Team Building

Team building is a process which aims at improving the performance of a group of people working together to achieve a common goal. Such programs are carried out within corporations, sports teams, schools and other business or non-profit organizations.

The concept emerged in the late 1920s and early 1930s, when the employee motivation reports known as the "Hawthorne Studies" were carried out in a facility near Chicago, Illinois. The purpose of the research was to see how various environmental conditions could influence a group of production workers at a particular plant. The studies eventually resulted in the formation of an effective work team.

The main factors that made this project a success included the freedom by employees to establish their own work conditions; the lack of pressure; the constant feedback and satisfaction arising from each individual's performance. The chief observer on this project expressed interest and pride in the workers' accomplishments which helped them become more confident in what they were doing. The results of these studies proved to be valuable to many corporations which have since begun to organize team-building programs for their employees.

In team building activities, different personalities get to work together to reach their assigned objectives. This type of synergy can be created precisely through the process of team building, which begins with the recruitment of the team manager and formation of the team. The task of the team manager is to provide an organized and systematic process for the team members to follow from the moment they arrive.

Team members have to understand clearly what the purpose of the team is; the time frame in which the goal has to be reached; their individual roles; the next steps and who to turn to in order to get help if needed. It is important that this is explained to each employee individually so that he/she knows the significance of the objective to the entire organization and can begin feeling part of something significant. Personal motivation is vital not only for individual performance but for team work. It is necessary that the final goal is presented to the members of the group in an exciting way so as to engage them and increase their enthusiasm to reach it.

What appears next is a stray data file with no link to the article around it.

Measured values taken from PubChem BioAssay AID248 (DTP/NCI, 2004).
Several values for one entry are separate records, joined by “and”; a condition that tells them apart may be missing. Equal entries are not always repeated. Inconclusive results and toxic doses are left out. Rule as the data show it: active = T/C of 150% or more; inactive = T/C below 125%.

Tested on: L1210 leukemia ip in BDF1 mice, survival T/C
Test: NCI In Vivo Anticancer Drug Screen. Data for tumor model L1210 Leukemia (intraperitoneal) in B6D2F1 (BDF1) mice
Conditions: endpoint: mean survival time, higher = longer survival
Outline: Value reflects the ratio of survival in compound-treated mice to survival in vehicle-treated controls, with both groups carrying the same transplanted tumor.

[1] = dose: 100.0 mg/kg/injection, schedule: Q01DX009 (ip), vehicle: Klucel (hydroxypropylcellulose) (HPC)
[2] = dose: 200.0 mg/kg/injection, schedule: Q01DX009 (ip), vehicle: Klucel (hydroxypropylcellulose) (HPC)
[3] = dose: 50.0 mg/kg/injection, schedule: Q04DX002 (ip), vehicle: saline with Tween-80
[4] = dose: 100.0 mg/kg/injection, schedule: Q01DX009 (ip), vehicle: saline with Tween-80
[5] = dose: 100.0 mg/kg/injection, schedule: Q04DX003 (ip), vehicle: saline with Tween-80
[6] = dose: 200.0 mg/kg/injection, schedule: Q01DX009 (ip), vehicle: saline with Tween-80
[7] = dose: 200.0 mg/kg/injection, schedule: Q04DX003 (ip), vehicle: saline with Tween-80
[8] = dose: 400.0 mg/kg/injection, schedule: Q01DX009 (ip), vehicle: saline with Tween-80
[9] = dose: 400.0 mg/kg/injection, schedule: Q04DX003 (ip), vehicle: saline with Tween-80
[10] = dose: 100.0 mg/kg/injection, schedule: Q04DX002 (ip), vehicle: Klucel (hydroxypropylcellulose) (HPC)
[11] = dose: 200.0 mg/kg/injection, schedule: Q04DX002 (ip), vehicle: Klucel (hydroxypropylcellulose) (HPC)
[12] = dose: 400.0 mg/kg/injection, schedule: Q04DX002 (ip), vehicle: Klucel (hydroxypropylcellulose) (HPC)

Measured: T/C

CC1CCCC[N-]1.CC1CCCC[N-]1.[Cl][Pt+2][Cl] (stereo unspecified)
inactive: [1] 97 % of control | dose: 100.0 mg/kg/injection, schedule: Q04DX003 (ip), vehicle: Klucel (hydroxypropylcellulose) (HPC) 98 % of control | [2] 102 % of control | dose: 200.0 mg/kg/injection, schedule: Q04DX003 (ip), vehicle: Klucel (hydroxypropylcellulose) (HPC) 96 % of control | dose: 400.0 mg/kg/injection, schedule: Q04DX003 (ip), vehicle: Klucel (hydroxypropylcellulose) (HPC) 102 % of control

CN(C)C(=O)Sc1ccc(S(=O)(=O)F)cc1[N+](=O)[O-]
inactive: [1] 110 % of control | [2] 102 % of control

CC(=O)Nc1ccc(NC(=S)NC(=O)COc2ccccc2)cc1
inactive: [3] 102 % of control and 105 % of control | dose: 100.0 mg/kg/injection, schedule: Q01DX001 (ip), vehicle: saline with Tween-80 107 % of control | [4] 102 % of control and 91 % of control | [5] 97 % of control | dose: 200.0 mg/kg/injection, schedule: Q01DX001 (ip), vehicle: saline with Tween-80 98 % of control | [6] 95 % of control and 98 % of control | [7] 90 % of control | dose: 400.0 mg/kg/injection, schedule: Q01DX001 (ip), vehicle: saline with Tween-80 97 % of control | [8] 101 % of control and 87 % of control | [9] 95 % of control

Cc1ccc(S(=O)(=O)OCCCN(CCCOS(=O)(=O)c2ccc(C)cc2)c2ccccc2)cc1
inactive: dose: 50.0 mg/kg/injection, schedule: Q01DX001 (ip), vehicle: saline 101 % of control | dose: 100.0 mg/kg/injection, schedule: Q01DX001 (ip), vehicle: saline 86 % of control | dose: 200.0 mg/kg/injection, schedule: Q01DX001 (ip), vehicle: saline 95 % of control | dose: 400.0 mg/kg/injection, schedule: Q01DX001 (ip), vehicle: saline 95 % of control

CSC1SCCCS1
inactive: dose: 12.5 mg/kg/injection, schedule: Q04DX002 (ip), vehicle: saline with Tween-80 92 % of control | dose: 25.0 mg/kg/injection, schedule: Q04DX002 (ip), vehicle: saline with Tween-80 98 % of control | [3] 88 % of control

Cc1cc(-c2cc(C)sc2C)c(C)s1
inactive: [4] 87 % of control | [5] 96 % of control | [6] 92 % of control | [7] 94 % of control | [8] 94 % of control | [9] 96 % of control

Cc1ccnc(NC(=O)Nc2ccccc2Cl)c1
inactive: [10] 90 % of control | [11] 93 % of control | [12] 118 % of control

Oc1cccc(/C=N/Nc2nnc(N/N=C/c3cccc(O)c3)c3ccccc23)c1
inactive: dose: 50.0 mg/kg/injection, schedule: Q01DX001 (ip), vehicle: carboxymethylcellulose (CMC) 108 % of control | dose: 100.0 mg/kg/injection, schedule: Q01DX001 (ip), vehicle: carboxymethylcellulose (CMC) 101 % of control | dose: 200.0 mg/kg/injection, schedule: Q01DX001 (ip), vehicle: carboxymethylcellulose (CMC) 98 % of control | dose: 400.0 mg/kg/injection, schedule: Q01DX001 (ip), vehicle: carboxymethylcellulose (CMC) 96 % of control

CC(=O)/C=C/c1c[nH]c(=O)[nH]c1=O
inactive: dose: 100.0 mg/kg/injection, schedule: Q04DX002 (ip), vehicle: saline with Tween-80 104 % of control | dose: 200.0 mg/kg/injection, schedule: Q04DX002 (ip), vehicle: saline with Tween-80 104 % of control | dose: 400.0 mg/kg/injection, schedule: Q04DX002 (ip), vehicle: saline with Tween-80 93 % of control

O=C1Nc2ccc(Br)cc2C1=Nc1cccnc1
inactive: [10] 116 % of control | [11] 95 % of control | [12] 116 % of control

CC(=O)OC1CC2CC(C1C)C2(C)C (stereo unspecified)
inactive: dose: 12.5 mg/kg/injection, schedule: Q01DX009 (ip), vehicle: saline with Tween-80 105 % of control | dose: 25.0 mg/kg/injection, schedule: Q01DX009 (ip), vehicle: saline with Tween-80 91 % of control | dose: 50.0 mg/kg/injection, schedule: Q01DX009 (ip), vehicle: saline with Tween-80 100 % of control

One important task of the team building process is to identify and eradicate any issues that represent serious obstacles for the group to complete its mission. Major problems could include a lack of motivation, commitment or trust. The most common way to address these issues is through the implementation of activities such as organizing a meeting where all members share their thoughts and ideas with one another. The communication within the group is crucial for its success, so the preparation of such a meeting is an excellent way of providing each individual with the opportunity to express his/her frustration about the assignments. At the first meeting it is essential to review a number of topics, including what the aims are and how long the project should take. In addition, it is important to discuss the role of each member of the group and how the leadership role should be handled.